Senator Syverson’s Week in Review: Nov. 21 – 25

SPRINGFIELD – Lawmakers will return to Springfield next week for the second scheduled week of Veto Session in the hopes of achieving a budget agreement for the state of Illinois.  Meanwhile, public health officials are offering tips on how to stay safe during the Thanksgiving holiday and holiday shoppers are encouraged to shop local this Saturday.

2nd Week of Veto Session on Tap

Lawmakers returned to their districts to observe the Thanksgiving holiday this week, but will return to Springfield Nov. 29 when the second week of the scheduled Veto Session convenes in Springfield.

Legislative leaders from the House and Senate, as well as Gov. Bruce Rauner, met three times last week in an attempt to find common ground on the state budget, which the Governor’s Office indicates has a deficit of roughly $5 billion with a bill backlog of nearly $14 billion projected by the end of the Fiscal Year 2016-17. 

The Governor and the four legislative leaders are expected to meet again Nov. 28 to continue talks about how best to address the state’s failing fiscal condition.  Currently, the state is operating on a six-month stopgap budget approved at the end of June, which is set to expire Jan. 1, 2017.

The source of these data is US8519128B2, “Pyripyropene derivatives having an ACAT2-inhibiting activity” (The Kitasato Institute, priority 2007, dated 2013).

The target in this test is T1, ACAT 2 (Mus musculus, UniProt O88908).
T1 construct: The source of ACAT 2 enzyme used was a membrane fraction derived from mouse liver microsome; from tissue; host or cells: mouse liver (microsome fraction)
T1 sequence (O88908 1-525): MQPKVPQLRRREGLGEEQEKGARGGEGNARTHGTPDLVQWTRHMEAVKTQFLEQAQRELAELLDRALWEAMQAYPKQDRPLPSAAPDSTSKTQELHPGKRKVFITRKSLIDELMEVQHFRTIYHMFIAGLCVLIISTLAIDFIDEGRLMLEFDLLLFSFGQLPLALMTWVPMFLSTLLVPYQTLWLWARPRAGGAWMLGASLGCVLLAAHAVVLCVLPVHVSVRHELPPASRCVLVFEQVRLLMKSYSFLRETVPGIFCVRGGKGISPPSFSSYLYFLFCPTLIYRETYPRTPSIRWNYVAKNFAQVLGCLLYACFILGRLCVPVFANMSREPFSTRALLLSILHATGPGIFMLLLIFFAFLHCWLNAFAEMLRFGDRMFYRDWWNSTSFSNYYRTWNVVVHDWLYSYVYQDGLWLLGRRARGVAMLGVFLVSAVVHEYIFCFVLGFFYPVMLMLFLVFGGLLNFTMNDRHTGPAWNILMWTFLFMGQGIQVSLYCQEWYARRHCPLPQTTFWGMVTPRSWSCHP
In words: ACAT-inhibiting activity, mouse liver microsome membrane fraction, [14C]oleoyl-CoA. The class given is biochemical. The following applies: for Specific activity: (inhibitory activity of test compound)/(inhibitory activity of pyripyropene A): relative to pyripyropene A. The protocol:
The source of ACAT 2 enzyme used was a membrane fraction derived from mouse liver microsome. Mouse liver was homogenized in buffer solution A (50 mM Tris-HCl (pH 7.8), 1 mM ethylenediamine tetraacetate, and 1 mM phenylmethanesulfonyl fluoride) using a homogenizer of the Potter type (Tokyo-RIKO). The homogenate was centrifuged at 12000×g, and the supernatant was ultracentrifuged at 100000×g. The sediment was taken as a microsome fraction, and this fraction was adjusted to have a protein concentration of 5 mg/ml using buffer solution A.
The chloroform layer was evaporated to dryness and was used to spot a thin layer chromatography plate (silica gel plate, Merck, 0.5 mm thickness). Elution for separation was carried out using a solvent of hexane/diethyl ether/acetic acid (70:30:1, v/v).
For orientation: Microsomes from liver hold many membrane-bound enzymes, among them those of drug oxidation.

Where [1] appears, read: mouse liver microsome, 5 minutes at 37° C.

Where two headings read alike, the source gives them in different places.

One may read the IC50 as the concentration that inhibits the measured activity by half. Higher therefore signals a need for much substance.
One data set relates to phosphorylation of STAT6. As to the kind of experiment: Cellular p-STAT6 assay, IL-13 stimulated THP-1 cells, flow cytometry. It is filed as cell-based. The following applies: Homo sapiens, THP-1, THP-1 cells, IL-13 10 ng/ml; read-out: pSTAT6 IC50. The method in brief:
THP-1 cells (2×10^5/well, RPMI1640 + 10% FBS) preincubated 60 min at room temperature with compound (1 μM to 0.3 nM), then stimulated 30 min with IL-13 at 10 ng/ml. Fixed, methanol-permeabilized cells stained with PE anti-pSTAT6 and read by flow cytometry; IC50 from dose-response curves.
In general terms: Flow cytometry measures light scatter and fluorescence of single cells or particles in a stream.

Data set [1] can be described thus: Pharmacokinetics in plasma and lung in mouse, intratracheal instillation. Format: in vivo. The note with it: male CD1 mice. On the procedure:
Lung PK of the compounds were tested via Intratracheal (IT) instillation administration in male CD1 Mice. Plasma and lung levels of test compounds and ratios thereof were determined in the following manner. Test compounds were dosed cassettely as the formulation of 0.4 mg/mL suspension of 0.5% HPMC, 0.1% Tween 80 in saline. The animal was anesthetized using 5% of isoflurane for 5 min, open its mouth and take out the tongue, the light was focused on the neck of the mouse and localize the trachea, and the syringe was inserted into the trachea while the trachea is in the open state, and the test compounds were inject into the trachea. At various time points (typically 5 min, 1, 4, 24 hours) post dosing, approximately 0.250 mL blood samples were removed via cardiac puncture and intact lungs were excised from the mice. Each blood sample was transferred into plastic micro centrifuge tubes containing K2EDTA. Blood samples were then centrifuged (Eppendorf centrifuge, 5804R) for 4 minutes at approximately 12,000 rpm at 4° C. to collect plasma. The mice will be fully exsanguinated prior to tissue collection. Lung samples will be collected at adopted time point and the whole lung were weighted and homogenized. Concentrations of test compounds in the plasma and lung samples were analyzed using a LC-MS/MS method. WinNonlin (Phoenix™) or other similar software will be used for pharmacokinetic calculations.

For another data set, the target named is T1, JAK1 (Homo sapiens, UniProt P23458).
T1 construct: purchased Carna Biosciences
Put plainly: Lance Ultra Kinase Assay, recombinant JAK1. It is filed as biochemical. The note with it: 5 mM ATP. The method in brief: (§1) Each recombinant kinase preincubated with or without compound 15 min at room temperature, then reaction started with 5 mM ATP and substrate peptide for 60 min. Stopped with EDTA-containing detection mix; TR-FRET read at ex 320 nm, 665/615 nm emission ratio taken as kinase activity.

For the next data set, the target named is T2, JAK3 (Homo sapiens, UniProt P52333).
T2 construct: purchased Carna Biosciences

Senate Republicans continue to call on the General Assembly to enact a full-year balanced budget that fully funds schools, keeps vital state services operating to keep our communities safe, and protects all Illinoisans, including the state’s most vulnerable citizens who rely on social services and those that need health care.  Republican lawmakers also stressed the need for passage of structural reforms, which include changes to the state’s workers’ comp laws, redistricting reforms and term limits for elected officials.

Shop local for Small Business Saturday

Holiday shoppers often head to their favorite retailers to take advantage of the “Black Friday” deals following Thanksgiving; however, shoppers are encouraged to “Shop Small” on Saturday, Nov. 26 as part of the “Small Business Saturday” effort.

Small businesses form the backbone of the state’s economy and play a vital role in local communities. Small Business Saturday was established to celebrate local small businesses and the important impact they play in helping Illinois neighborhoods and communities thrive.

Public Health Officials Talk Turkey

According to public health officials in Illinois, it may already be time to take the turkey out of the freezer so that it will be thawed in time for Thanksgiving.  Allow approximately 24 hours for each four to five pounds of turkey when thawed in the refrigerator.  A 20- to 24-pound turkey could take five to six days to thaw.  Never thaw a turkey at room temperature.

“Every year, 1 in 6 Americans gets sick by consuming contaminated foods or beverages, or what is commonly referred to as food poisoning,” said Illinois Department of Public Health Director Nirav D. Shah, M.D., J.D.  “By adhering to what we call ‘the big four – clean, separate, cook, and chill,’ you can avoid becoming ill and ruining your holidays.”

Here are some helpful tips to stay safe and healthy for Thanksgiving:

Clean – wash hands, cutting boards, dishes, utensils, and countertops before and after preparing each food item;